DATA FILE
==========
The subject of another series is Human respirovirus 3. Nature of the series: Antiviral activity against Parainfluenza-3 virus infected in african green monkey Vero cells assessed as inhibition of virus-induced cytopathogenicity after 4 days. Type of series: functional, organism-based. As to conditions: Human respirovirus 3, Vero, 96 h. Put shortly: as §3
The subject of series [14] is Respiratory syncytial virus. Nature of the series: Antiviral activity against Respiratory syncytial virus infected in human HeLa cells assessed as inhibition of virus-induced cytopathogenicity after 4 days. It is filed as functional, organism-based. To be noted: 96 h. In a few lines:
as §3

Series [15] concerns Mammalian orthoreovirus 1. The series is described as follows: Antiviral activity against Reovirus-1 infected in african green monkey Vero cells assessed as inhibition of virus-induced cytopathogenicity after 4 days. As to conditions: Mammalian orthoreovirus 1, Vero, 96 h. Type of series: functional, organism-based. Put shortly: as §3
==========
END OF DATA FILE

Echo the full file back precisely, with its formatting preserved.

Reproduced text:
The subject of another series is Human respirovirus 3. Nature of the series: Antiviral activity against Parainfluenza-3 virus infected in african green monkey Vero cells assessed as inhibition of virus-induced cytopathogenicity after 4 days. Type of series: functional, organism-based. As to conditions: Human respirovirus 3, Vero, 96 h. Put shortly: as §3
The subject of series [14] is Respiratory syncytial virus. Nature of the series: Antiviral activity against Respiratory syncytial virus infected in human HeLa cells assessed as inhibition of virus-induced cytopathogenicity after 4 days. It is filed as functional, organism-based. To be noted: 96 h. In a few lines:
as §3

Series [15] concerns Mammalian orthoreovirus 1. The series is described as follows: Antiviral activity against Reovirus-1 infected in african green monkey Vero cells assessed as inhibition of virus-induced cytopathogenicity after 4 days. As to conditions: Mammalian orthoreovirus 1, Vero, 96 h. Type of series: functional, organism-based. Put shortly: as §3